Lantolf, J. P., and Genung, P. B. (2002). ‘I’d rather switch than fight’: An activity-theoretic study of power, success, and failure in a foreign language classroom. In C. Kramsch (Ed.), Language Acquisition and Language Socialization: Ecological Perspectives, 175–196. London: Continuum.


Lantolf, J. P., and Pavlenko, A. (2001). (S)econd (L)anguage (A)ctivity theory: Understanding language learners as people. In M. P. Breen (Ed.), Learner Contributions to Language Learning: New Directions in Research, 141–158. Harlow: Pearson Education.


Lantolf, J. P., and Poehner, M. E. (2014). Sociocultural Theory and the Pedagogical Imperative in L2 Education. Vygotskian Praxis and the Research/Practice Divide. New York: Routledge.


Lantolf, J. P., and Thorne, S. T. (2006). Sociocultural Theory and the Genesis of Second Language Development. Oxford: Oxford University Press.


Lave, L., and Wenger, E. (1991). Situated Learning: Legitimate Peripheral Participation. Cambridge: Cambridge University Press. https://doi.org/10.1017/CBO9780511815355


Lei, X. (2008). Exploring a sociocultural approach to writing strategy research: Mediated actions in writing activities. Journal of Second Language Writing, 17 (4): 217–236. https://doi.org/10.1016/j.jslw.2008.04.001


Matsuda, P. K. (1997). Contrastive rhetoric in context: A dynamic model of L2 writing. Journal of Second Language Writing, 6 (1): 45–60. https://doi.org/10.1016/S1060-3743(97)90005-9


Miles, M. B., and Huberman, A. M. (1994). Qualitative Data Analysis: An Expanded Sourcebook. Thousand Oaks, CA: SAGE Publications, Inc.


Norton, B. (2000). Identity and Language Learning: Gender, Ethnicity and Educational Change. Harlow: Longman/Pearson.


Prior, P. (1997). Literate activity and disciplinarity: The heterogeneous (re)production of American studies around a graduate seminar. Mind, Culture, and Activity, 4 (4): 275–295. https://doi.org/10.1207/s15327884mca0404_5


Prior, P. (1998). Writing/Disciplinarity: A Socio-Historic Account of Literate Activity in the Academy. Mahwah, NJ: Lawrence Erlbaum Associates.


Prior, P. (2006). A sociocultural theory of writing. In C. A. Macarthur, S. Graham and J. Fitzgerald (Eds), Handbook of Writing Research, 54–66. New York: The Guilford Press.


Prior, P., and Shipka, J. (2003). Chronotopic lamination: Tracing the contours of literate activity. In C. Bazerman and D. R. Russell (Eds), Writing Selves/Writing Society: Research from Activity Perspectives, 331–362. Retrieved 15 February 2010, from http://wac.colostate.edu/books/selves_societies/selves_societies.pdf.


Riazi, A. (1997). Acquiring disciplinary literacy: A social-cognitive analysis of text production and learning among Iranian graduate students of education. Journal of Second Language Writing, 6 (2): 105–137. https://doi.org/10.1016/S1060-3743(97)90030-8


Roozen, K. (2009). ‘Fan Fic-ing’ English studies: A case study exploring the interplay of vernacular literacies and disciplinary engagement. Research in the Teaching of English, 44 (2): 136–169.


Roozen, K. (2010). Tracing trajectories of practice: Repurposing in one student’s developing disciplinary writing processes. Written Communication, 27 (3): 318–354. https://doi.org/10.1177/0741088310373529


Russell, D. R. (1997). Rethinking genre in school and society: An activity theory analysis. Written Communication, 14 (4): 504–554. https://doi.org/10.1177/0741088397014004004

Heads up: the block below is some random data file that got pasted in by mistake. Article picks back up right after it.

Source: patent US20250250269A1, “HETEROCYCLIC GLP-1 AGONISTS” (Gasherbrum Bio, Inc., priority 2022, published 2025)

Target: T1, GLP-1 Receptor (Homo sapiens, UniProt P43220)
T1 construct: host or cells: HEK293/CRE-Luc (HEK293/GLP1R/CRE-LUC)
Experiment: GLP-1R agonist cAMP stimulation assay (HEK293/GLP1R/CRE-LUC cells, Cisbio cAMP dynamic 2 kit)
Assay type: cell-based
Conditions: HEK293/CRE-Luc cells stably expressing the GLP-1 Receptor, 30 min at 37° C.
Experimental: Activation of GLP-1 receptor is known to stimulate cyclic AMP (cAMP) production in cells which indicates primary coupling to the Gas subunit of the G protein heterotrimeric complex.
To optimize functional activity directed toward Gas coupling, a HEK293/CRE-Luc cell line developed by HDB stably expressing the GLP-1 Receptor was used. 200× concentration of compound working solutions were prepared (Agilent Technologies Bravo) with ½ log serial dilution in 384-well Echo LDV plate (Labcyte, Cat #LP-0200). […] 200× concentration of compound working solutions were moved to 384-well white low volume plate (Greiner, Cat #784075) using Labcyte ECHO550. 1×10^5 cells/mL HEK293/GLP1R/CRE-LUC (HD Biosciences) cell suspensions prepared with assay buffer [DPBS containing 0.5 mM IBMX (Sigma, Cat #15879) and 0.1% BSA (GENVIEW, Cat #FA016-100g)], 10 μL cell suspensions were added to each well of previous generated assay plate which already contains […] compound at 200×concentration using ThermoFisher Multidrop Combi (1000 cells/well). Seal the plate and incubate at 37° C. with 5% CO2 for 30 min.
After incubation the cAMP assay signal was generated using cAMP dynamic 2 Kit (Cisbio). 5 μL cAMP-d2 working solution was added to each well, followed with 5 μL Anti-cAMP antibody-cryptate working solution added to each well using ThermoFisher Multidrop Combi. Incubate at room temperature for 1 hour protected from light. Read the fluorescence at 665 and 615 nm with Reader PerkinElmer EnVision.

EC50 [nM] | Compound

Russell, D. R., and Yaňez, A. (2003). Big picture people rarely become historians: Genre systems and the contradictions of general education. In C. Bazerman and D. R. Russell (Eds), Writing Selves/Writing Society: Research from Activity Perspectives, 331–362. Retrieved 15 February 2010, from http://wac.colostate.edu/books/selves_societies/selves_societies.pdf.


Shrestha, P., and Coffin, C. (2012). Dynamic assessment, tutor mediation and academic writing development. Assessing Writing, 17 (1): 55–70. https://doi.org/10.1016/j.asw.2011.11.003


Tesch, R. (1990). Qualitative Research: Analysis Types and Software Tools. New York: The Falmer Press.


Thorne, S. L. (2003). Artifacts and cultures-of-use in intercultural communication. Language Learning & Technology, 7 (2): 38–67.


Trimbur, J. (1994). Taking the social turn: Teaching writing post-process. College Composition and Communication, 45 (1): 108–118. https://doi.org/10.2307/358592


Villamil, O. S., and de Guerrero, M. C. M. (1996). Peer revision in the L2 classroom: Social-cognitive activities, mediating strategies, and aspects of social behavior. Journal of Second Language Writing, 5 (1): 51–75. http://dx.doi:10.1016/S1060-3743(96)90015-6


Villamil, O. S., and de Guerrero, M. C. M. (2006). Sociocultural theory: A framework for understanding the social-cognitive dimensions of peer feedback. In K. Hyland and F. Hyland (Eds), Feedback in Second Language Writing: Contexts and Issues, 23–41. New York: Cambridge University Press. https://doi.org/10.1017/CBO9781139524742.004


Wertsch, J. V. (1991). Voices of the Mind: A Sociocultural Approach to Mediated Action. Cambridge, MA: Harvard University Press.


Yang, L., Baba, K., and Cumming, A. (2004). Activity systems for ESL writing improvement: Case studies of three Chinese and three Japanese adult learners of English. Angles on the English-Speaking World, 4: 13–33.


Refbacks

  • There are currently no refbacks.





Equinox Publishing Ltd - 415 The Workstation 15 Paternoster Row, Sheffield, S1 2BX United Kingdom
Telephone: +44 (0)114 221-0285 - Email: info@equinoxpub.com

Privacy Policy